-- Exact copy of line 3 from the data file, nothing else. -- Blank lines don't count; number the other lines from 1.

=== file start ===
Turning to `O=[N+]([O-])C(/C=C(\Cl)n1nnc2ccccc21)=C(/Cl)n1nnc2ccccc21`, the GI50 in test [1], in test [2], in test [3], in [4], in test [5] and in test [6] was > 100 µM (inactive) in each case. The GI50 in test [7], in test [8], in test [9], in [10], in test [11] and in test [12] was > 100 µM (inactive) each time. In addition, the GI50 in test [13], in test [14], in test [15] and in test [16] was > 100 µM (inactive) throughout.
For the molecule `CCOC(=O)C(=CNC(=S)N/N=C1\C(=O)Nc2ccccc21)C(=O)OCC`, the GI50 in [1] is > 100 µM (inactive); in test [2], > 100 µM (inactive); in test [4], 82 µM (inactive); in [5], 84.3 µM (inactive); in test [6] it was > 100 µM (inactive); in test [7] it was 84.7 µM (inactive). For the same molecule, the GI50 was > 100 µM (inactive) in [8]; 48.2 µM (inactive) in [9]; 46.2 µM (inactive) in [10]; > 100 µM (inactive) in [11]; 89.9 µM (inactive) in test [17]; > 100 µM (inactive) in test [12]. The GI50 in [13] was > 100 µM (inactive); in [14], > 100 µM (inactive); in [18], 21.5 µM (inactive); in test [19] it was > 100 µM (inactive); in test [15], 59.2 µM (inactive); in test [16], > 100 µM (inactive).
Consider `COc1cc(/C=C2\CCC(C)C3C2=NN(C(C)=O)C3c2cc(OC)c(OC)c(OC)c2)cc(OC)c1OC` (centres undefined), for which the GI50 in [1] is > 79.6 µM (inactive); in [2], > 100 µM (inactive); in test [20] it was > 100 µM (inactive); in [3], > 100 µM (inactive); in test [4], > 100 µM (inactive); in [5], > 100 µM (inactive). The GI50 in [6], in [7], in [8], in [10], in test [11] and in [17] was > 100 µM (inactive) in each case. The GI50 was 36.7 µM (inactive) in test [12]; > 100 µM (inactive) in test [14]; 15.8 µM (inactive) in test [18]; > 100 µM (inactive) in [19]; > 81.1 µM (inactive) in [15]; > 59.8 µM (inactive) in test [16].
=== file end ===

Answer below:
Consider `COc1cc(/C=C2\CCC(C)C3C2=NN(C(C)=O)C3c2cc(OC)c(OC)c(OC)c2)cc(OC)c1OC` (centres undefined), for which the GI50 in [1] is > 79.6 µM (inactive); in [2], > 100 µM (inactive); in test [20] it was > 100 µM (inactive); in [3], > 100 µM (inactive); in test [4], > 100 µM (inactive); in [5], > 100 µM (inactive). The GI50 in [6], in [7], in [8], in [10], in test [11] and in [17] was > 100 µM (inactive) in each case. The GI50 was 36.7 µM (inactive) in test [12]; > 100 µM (inactive) in test [14]; 15.8 µM (inactive) in test [18]; > 100 µM (inactive) in [19]; > 81.1 µM (inactive) in [15]; > 59.8 µM (inactive) in test [16].